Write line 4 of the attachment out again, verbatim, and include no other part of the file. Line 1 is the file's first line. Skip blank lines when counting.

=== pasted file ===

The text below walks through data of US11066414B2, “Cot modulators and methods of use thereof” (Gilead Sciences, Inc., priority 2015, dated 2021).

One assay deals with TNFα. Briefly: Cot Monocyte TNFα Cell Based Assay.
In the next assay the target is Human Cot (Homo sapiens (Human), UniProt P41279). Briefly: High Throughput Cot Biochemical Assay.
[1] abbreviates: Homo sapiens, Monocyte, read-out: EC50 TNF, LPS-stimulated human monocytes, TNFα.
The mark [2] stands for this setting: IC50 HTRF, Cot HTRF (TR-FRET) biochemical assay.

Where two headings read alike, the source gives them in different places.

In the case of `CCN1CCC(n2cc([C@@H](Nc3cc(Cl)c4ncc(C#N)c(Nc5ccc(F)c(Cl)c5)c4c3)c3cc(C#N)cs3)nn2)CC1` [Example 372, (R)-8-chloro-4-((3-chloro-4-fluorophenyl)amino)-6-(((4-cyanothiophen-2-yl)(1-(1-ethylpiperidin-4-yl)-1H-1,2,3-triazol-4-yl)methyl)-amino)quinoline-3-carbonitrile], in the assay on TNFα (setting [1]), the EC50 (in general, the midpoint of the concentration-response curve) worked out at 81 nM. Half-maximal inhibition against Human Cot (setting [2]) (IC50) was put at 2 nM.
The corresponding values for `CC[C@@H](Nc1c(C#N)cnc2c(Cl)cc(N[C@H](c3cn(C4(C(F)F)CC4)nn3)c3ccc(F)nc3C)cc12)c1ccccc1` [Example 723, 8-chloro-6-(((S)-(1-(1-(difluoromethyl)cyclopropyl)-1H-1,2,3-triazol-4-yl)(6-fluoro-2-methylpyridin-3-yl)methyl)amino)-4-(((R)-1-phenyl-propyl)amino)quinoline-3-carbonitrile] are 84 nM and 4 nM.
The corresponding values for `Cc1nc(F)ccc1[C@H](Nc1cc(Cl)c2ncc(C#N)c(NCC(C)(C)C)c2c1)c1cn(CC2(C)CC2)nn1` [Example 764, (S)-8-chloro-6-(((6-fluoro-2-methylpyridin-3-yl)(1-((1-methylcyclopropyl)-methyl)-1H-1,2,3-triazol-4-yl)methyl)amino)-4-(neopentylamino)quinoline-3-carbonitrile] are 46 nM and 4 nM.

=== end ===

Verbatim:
[1] abbreviates: Homo sapiens, Monocyte, read-out: EC50 TNF, LPS-stimulated human monocytes, TNFα.